Island in the Sky, the name given to the elevated northern section of Canyonlands National Park, is almost precisely that: an isolated piece of land far above the deep canyons of the Green and Colorado Rivers. And it certainly does have the airy and Olympian aura of a floating island, detached from the earth below. This narrow “peninsula in the sky” was, in fact, carved by the two great rivers as they flowed ever closer to their confluence at Cataract Canyon. The views from this height are spectacular in all directions, and several strategically placed overlooks offer fine panoramas and short, easy trails with interpretive signs describing the intricate maze of canyons below.
The Needles district of Canyonlands National Park has about 10 miles of paved roads. The longest branch of the paved road leads to Big Spring Canyon Overlook. Along the way are several stops at man-made or geological points of interest. You will drive in on the Indian Creek Scenic Byway; make sure you stop at Newspaper Rock State Park before you get to Canyonlands. It is one of the better roadside rock-art viewing sites in Utah. A 50-foot-high sandstone face is covered with a variety of fine petroglyphs from several periods.
Camping in Canyonlands National Park is a great way to enjoy family fun and have an intimate experience with the landscape. Plus you’ll be out there in the early morning and late evening when the light is amazing.
Squaw Flat Campground is located 3 miles west of the Needles entrance station. The campground here has 26 sites available on a first-come, first-served basis for $15 per night. The campground has electrical hookups, drinking water, fire pits, picnic tables, tent pads, ADA sites, and flush and vault toilets. There are also three group campsites that accommodate up to 50 people and 10 vehicles. The cost is $3 per person per night, and the group sites are not open during winter. Reservations are accepted for group campsites. A few trees provide some shade, as do the various rock formations, at both of these campgrounds. Larger RVs should try for a space at Campground A, which will hold longer rigs.
Activities abound in the area. Though mountain bikes are not permitted on any of the trails, there are roads for bicycling. Four-wheel-drive vehicles can take advantage of the jeep trails. There are also multitudes of trails to hike, with one of the most popular leading to the green realms and magnificent Needle formations in and around Chesler Park.
The smaller Willow Flat Campground is located about 9 miles southwest of the Island in the Sky entrance station. Willow Flat has no water, so come prepared. There are 12 basic sites (first-come, first-served, $10 per night) with fire pits, picnic tables, tent pads and vault toilets. Junipers and piñon pines decorate this small campground, which is a good place from which to explore the Island in the Sky section of Canyonlands National Park. A number of trails lead to striking vistas, arches, and other geologic wonders. There is also a great mountain bike loop trail that goes through this section of the park. Make sure you go to the Green River Overlook to check out one of the finest places to watch the sunset in the park!
Campers should also know that the terrain between Island in the Sky and Dead Horse Point is BLM administered public land. If all other camping options have been exhausted, those prepared for self-sufficient (and minimum-impact) camping might find decent primitive sites along dirt roads to the west of Highway 313 between Island in the Sky and the Dead Horse Point turnoff. Keep in mind that camping on public land at undesignated sites requires special diligence to maintain the pristine nature of the land. Use existing fire rings or do without your evening campfire, and remember that campfires are often prohibited by late summer.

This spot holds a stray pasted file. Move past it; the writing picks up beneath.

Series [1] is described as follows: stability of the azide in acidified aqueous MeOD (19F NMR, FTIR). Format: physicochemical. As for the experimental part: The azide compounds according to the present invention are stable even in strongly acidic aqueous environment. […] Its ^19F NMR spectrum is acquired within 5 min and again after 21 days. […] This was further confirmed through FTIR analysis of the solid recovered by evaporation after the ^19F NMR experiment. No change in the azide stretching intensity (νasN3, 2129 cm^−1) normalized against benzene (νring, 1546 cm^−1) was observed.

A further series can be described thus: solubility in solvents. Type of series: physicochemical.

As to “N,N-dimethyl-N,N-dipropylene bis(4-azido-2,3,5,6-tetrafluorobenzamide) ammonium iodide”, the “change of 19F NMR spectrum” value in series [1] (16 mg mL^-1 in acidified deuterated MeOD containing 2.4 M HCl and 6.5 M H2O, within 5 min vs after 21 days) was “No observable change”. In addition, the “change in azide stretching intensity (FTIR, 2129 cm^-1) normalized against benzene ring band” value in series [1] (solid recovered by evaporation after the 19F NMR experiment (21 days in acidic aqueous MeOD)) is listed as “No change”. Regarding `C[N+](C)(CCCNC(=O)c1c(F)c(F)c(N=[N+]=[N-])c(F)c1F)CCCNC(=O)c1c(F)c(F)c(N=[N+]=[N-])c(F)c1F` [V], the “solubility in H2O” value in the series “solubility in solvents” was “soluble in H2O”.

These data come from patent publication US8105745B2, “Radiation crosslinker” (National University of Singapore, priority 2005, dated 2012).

There is also a campground at Dead Horse Point State Park, reached by turning east of UT 313 before you enter Canyonlands northern entrance. The campground here has electrical hookups and water, and, unlike the first-come-first-served national park campgrounds, you can use your credit card to reserve a site (go to www.reserveamerica.com or call 800-322-3770).
Although there is no singletrack mountain biking in Canyonlands, the 100-mile White Rim Road at the Island in the Sky is a well-known challenge for mountain bikers. This classic bike tour takes riders below the steep cliffs at Island in the Sky and offer ever-changing scenery—some of the best in Canyonlands. Plan on taking two or three days to do the entire trip. It is recommended that you have a support vehicle with you to carry supplies and, especially, extra water. Support vehicles need to be four-wheel-drive and prepared for remote and rough desert terrain.
Multiday mountain bike trips are also possible in the Maze, but make sure your support vehicle is of the sturdiest variety because the roads here are very rough. Guided trips are available for many bicycle routes in Canyonlands, and hiring a guide would be a good idea if you want to venture into the Maze.
Primitive campsites are available along many of these bike routes. Permits are required for camping, although day trips do not require permits. White Rim Road in particular is very popular, so plan on making your reservations months in advance.
Road bikers will also enjoy Canyonlands National Park. Be aware that the roads are narrow, with no designated bike lanes, and you need to watch for vehicles. Ride single file and with the flow of traffic. Starting out very early in the morning is a good way to avoid some of the vehicle traffic.
For more information on cycling in Canyonlands National Park, including applying for permits, visit the cycling page on the park’s website.
Canyonlands Travel Tips
Explore geography and camping then learn how to backpack like a pro.Read More
Short Description: Canyonlands National Park comprises three distinct land districts: Island in the Sky, the Needles and the Maze. Each district is increasingly more remote, more startling and more alluring. Luckily, there's always a trailhead nearby. A fourth district, the Colorado and Green rivers that divide up the land, is an all-together unique perspective of the park.
Canyonlands National Park